Sudden Death for Thirty Classmates

Thirty of my high school classmates wiped out in a few seconds! Did disaster strike a class reunion? No, in truth they have been dying one by one over the years, while I was unaware of it, just as I was unaware of any details of cialis their lives. But reading the list of the names of the deceased, as I did recently, was like reading in the paper that they had all been mowed down at the same time, and I was shaken.

This experience has made me realize how my life, divorced from contact with anyone from that time in my past, has been unrealistic in a certain way, shielded from the strongest material evidence of mortality, the numerous deaths of those my own age with whom I shared the rather unhappy years of my adolescence. Suicide and heart attacks and causes unknown to me—accident? AIDS? cancer?—have brought them down. The total represents roughly ten percent of our class, which seems reasonable, though the list is probably incomplete. Of the thirty dead, twenty-two ambien were male.

Some of the names on the list I merely recognize as belonging to a classmate but associate with no face or personality. A couple of names are even below that level of recognition. A few names evoke phantoms I can almost but not quite make out clearly. Some names are attached to persons or events that have survived in my memory. Here are some I remember, without mentioning names.

The girl and boy whom I and the rest of the class gathered around to watch dance the “dirty bop” at the seventh grade Christmas party—they’re both dead. That girl whose ass caught my attention with such curious force (as I watched her walk out of the room one time in the seventh grade) that the event seems to have marked the beginning of a new phase in my life, as if some dormant primate instinct came to life at that moment—she’s not moving now, or ever again. The senior football player, whom I saw brutally put a sophomore player in his place (I picked a tooth up off the ground)—he’s no longer commanding respect on this Earth. The catcher that threw me out at third base in “Show Me Where It Hurts: Memory Illuminates a Few Moments of My Baseball Career” is gone as well. Our exuberant male cheer leader—silent now as old Marley. Dead also is the boy I envied as he related how a neighbor kid’s older sister had called him into her bedroom for an initiation I could only dream of.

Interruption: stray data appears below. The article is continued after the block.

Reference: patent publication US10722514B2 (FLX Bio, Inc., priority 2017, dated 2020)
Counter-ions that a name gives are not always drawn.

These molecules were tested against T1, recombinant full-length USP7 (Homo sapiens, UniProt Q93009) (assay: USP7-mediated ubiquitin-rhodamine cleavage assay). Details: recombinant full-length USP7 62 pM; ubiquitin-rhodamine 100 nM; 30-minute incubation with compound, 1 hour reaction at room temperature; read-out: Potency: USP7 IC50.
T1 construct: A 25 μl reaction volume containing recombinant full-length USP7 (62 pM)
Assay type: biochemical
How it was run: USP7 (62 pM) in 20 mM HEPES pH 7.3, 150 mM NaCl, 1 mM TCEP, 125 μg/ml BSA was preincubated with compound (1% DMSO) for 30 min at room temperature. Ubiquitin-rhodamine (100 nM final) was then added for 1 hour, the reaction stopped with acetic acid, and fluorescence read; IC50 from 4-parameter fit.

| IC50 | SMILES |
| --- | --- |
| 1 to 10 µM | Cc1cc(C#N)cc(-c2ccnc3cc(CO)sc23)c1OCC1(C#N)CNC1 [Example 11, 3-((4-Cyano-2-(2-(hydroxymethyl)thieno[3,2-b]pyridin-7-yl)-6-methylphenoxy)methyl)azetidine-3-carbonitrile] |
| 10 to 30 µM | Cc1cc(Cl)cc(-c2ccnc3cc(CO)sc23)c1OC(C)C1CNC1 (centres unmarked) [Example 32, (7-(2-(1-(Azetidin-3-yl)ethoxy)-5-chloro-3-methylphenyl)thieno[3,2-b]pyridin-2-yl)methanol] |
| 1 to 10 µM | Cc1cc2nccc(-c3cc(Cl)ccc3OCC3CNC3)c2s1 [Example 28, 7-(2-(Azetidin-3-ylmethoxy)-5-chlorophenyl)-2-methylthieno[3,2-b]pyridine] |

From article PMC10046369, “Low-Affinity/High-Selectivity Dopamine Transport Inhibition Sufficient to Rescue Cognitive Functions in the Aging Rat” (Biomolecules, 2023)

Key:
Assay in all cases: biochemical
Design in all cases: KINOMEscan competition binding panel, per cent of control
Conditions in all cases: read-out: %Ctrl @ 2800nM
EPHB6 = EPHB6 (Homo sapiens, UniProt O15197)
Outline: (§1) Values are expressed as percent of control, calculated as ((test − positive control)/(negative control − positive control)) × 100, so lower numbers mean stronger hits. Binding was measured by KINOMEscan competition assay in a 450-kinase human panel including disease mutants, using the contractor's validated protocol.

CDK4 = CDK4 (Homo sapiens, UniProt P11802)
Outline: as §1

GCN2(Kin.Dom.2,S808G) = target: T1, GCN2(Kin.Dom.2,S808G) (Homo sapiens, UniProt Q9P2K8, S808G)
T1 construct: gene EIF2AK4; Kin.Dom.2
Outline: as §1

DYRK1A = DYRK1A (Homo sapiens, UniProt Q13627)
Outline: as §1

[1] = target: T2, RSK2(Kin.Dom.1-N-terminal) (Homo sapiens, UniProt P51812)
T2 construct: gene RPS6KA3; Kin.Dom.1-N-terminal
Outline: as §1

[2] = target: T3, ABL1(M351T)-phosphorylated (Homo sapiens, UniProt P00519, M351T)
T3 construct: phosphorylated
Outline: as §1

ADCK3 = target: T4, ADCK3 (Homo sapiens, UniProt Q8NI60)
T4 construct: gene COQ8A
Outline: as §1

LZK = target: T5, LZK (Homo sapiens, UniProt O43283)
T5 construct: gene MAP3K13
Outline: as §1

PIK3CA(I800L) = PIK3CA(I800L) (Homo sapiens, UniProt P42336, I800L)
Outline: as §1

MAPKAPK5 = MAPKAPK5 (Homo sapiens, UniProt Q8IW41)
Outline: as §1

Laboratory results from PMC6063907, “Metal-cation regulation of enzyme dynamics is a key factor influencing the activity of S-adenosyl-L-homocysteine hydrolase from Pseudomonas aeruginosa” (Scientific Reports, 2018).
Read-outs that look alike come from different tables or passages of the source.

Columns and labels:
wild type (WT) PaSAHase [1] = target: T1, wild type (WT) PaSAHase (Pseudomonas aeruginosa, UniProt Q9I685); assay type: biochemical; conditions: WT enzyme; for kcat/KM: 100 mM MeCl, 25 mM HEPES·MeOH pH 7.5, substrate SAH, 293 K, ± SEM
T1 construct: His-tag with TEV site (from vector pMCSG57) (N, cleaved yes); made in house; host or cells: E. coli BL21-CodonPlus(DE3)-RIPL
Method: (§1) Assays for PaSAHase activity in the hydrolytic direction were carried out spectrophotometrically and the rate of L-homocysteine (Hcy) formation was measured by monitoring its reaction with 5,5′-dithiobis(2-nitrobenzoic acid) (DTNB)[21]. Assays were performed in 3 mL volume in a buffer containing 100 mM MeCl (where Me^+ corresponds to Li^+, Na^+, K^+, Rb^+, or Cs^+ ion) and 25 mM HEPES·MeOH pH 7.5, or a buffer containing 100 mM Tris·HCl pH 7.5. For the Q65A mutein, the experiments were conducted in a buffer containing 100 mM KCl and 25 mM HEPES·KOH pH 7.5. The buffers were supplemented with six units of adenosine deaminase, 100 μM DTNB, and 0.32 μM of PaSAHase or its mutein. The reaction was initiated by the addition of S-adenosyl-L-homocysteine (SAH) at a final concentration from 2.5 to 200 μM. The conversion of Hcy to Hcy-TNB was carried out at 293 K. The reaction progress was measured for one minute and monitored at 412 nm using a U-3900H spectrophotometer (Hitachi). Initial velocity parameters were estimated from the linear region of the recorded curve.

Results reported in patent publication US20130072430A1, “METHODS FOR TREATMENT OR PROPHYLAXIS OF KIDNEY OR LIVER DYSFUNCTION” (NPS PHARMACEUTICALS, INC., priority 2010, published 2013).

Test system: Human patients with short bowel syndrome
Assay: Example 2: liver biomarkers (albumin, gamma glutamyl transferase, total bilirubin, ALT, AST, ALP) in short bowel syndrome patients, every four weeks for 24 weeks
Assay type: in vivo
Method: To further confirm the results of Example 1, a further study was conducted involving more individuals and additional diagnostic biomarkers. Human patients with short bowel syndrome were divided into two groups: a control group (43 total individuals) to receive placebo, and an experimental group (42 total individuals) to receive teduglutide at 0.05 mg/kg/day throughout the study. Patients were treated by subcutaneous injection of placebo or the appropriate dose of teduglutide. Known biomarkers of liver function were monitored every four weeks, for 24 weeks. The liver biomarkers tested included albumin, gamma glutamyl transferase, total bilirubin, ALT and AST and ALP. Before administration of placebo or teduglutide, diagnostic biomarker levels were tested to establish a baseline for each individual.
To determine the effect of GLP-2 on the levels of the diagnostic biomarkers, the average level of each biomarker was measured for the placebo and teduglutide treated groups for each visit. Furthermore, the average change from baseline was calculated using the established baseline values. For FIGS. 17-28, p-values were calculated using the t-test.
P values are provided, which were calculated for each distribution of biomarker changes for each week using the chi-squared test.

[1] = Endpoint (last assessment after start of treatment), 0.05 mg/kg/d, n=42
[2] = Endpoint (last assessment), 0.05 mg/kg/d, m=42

My friend with the Ford convertible, one of only a couple of boys with whom I could talk about books, God, life, and death, now knows nothing—or perhaps everything—about what we pondered then. My fellow unexpected National Merit Finalist—he’s been dead some twenty years. A girl xanax whom I imagined to have suffered, as one deemed so unattractive must, feels neither suffering nor joy anymore in this life. A boy that later served voluntarily in Vietnam and survived the war, now rests in endless peace. Another who went to West Point (and Vietnam too?)—also dead. An odd fellow I really didn’t like, who once in the ninth grade invited me to meet him after school for a “friendly fight,” is now among those I’ll never meet again in this life. How could that boy I knew as such a lively, smiling kid in junior high, before he slipped into the background for me, have come to such a static, stolid end? The boy I resembled superficially, whose name a friend would tease me with, owes any current resemblance to the embalmer.

Also on the list of the dead is a guy with whom I shared a hair-raising (for me) ride home from an out-of-town football game as he drove at high speed on the city streets; we stopped to retrieve beer from the back of a building, the site where he had earlier in the evening used the full beer cans as missiles in a battle with someone encountered on the way to the game. Had he tried to escape there, only to find himself cornered? Or had he and a different passenger been the pursuers? I never understood what had happened. The chance for him to clarify has passed away with his existence.

I’ve written this piece to convey the shock that I experienced on learning of all these deaths at once and then the contemplation I fell into about this new knowledge. I remembered some of the dead and have presented a few images of them, just to cast the light of memory on a moment or two of their lives. The moments I remember are by the nature of memory—mine anyway—ones that stand out because of something out of the ordinary in my experience, and thus they are not at all of the sort to give a full and undistorted picture of the person. Should any of my surviving classmates read this (and I know at least one will), I request you not to ask me about the identity of any of the people in these memories. Read the names and see what images your own memory pulls up. As far as relevance to the lives of those dead classmates goes, I could have made up my memories. To me these memories made the people real again, though, and let me experience more intensely the knowledge that they have left this world forever, trailblazers for the rest of us in the class, whose names will all surely join theirs on the list of the departed within the next three decades.

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